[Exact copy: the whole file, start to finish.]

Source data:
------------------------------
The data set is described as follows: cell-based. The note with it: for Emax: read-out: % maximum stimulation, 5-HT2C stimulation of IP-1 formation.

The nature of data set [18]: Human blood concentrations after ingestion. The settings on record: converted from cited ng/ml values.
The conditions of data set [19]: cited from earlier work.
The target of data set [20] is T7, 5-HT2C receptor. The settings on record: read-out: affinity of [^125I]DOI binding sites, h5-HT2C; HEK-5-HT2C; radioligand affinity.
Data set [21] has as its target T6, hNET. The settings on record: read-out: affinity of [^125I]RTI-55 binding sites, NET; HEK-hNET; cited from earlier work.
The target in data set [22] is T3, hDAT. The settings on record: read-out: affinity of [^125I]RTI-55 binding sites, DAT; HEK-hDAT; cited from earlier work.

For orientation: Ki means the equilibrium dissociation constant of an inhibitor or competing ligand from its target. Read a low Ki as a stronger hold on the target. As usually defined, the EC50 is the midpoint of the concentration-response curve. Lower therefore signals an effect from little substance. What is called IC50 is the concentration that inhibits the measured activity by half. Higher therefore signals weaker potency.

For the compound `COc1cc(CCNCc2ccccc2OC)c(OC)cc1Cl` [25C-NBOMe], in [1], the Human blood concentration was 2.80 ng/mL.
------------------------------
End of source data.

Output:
The data set is described as follows: cell-based. The note with it: for Emax: read-out: % maximum stimulation, 5-HT2C stimulation of IP-1 formation.

The nature of data set [18]: Human blood concentrations after ingestion. The settings on record: converted from cited ng/ml values.
The conditions of data set [19]: cited from earlier work.
The target of data set [20] is T7, 5-HT2C receptor. The settings on record: read-out: affinity of [^125I]DOI binding sites, h5-HT2C; HEK-5-HT2C; radioligand affinity.
Data set [21] has as its target T6, hNET. The settings on record: read-out: affinity of [^125I]RTI-55 binding sites, NET; HEK-hNET; cited from earlier work.
The target in data set [22] is T3, hDAT. The settings on record: read-out: affinity of [^125I]RTI-55 binding sites, DAT; HEK-hDAT; cited from earlier work.

For orientation: Ki means the equilibrium dissociation constant of an inhibitor or competing ligand from its target. Read a low Ki as a stronger hold on the target. As usually defined, the EC50 is the midpoint of the concentration-response curve. Lower therefore signals an effect from little substance. What is called IC50 is the concentration that inhibits the measured activity by half. Higher therefore signals weaker potency.

For the compound `COc1cc(CCNCc2ccccc2OC)c(OC)cc1Cl` [25C-NBOMe], in [1], the Human blood concentration was 2.80 ng/mL.